I've been to the most insane of Canada Day celebrations, having lived in Ottawa for five years, give or take.  We had fireworks, we had massive celebrations on Parliament Hill, we drank more than what most doctors will tell you is a good idea.  But never did anyone say "Y'know, maybe our buildings should spew some fire for this occasion..."  And, when I went to see the Stampede's Grand Stand:

I'll take this opportunity to say that the only reason I managed to take this photo was that fireballs spewed forth at regular intervals such that I finally managed to catch an outburst.  There were, of course, several more after this set.  And, not far from where this was taken, you will find the Scotiabank Saddledome.  When the home team scores, there is a large bic-style lighter that will spew flames, because one of the sponsors is a natural gas company.

I suppose what I'm trying to say here is that when the NHL's former Atlanta Flames found a new home in Calgary, I'm not surprised they didn't change the name.

How to Make Friends and/or Enemies:

To quickly make friends:
- Wait until someone references Edmonton, then say "More like Dead-monton, am I right?"
- Wear a Stampeders jersey.
- Go to a bar and watch a hockey game.
- [This tip applies during Stampede in Calgary, or anytime in BC] Stand outside and wait to encounter someone.

To quickly make enemies:
- "Oh, me?  I'm from Toronto!"
- Loudly proclaim "You know, I think at worst the National Energy Program was a necessary evil."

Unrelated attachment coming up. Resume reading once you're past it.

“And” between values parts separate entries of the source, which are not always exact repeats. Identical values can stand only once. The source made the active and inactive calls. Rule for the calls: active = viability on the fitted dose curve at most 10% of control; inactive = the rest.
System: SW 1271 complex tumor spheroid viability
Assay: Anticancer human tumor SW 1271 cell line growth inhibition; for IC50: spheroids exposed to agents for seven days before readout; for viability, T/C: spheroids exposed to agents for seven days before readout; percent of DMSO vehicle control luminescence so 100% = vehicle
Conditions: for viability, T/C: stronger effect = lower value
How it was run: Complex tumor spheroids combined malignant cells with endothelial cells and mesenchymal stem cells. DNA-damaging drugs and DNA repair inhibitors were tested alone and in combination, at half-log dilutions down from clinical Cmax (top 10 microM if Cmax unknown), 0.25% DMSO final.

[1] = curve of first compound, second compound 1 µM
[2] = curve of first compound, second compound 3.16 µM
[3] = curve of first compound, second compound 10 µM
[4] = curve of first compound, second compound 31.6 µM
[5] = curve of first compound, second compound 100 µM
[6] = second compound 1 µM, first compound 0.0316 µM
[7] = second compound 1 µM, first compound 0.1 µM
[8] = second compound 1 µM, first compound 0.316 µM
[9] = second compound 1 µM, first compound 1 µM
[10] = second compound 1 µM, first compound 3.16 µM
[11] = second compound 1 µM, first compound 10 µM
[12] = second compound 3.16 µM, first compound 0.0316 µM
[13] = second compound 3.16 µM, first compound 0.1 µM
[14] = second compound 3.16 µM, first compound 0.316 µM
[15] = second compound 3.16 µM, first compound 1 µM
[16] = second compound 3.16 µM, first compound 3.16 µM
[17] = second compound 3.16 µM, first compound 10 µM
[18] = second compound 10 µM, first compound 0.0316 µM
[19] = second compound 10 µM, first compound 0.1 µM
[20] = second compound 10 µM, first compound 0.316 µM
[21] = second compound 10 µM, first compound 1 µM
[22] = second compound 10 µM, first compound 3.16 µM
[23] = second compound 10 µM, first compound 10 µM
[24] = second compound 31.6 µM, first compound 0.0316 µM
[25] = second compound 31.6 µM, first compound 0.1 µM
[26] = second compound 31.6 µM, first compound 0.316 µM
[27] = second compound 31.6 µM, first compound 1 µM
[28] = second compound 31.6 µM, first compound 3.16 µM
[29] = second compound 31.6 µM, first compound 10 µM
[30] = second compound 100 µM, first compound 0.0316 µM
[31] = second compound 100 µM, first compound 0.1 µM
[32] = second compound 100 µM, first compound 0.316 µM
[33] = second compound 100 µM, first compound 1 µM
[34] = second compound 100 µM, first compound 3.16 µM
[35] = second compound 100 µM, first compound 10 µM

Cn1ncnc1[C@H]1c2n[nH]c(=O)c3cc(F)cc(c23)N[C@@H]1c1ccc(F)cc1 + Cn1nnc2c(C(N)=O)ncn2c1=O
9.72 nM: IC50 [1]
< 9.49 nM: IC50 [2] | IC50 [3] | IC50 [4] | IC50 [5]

- Trash-talk Mayor Nenshi.  I'm not sure why you would, but it's theoretically possible.

Within An Hour or Two's Drive:

The Three Sisters in Canmore, AB.  You're just outside Banff at this point, too.  Source.

Lake Moraine, probably the most beautiful spot I have been.

Heading up into the Rockies, into the land of lodgepole pines and glacier fields, you will find Banff National Park.  It is the first of Canada's National Parks, too.  It is the first place that caused someone to sit down and say "This place is so beautiful that we need to protect it."  The resulting town of Banff, AB is an interesting place, too.  The city was created so that tourists would have something to do when they came to visit (tourist dollars were necessary to fund the CP Railway's construction).  Banff wasn't a pre-existing small town that eventually became a tourist trap, it was literally born that way.  The park is beautiful though.  That's really all I can say about it.

Now, if you were to head East...

Horseshoe Canyon and the Badlands.

Hoodoos, a large, dense capstone on top of bentonite clay columns.

Former coal mining country, the badlands of Alberta.  It makes for gorgeous geography.  It also makes for easy paleontology, this area is rich in fossils, and they just fall out of the side of those hills as they erode away.  Dinosaur Provincial Park is nearby, as is the Royal Tyrrell Museum.  It's the polar opposite of the mountains and Banff, in my opinion.  The mountains are quite elevated and usually chilly as a result.  The badlands and hoodoos are very dry and hot, home to cacti and prairie grasses as opposed to the trees and horsetails of Banff.

A fantastic note for me was that, no matter where you were in this range, my asthma symptoms more or less disappeared.  It was the first time since being diagnosed that I could easily forget my medication or even that I had asthma.  I am acutely aware of this fact now that I am living in Southwestern Ontario, and it makes me want to sing a song.

And it's all Big Sky Country.  Sorry, Montana.
Things That Threw Me Off:

One thing that immediately threw me was that many Calgarians will say "Hey?" in place of "eh?"  Several times after hearing "hey" while chatting with someone, I stopped to figure out what I was doing that would cause such an outburst.  Turns out they just say it.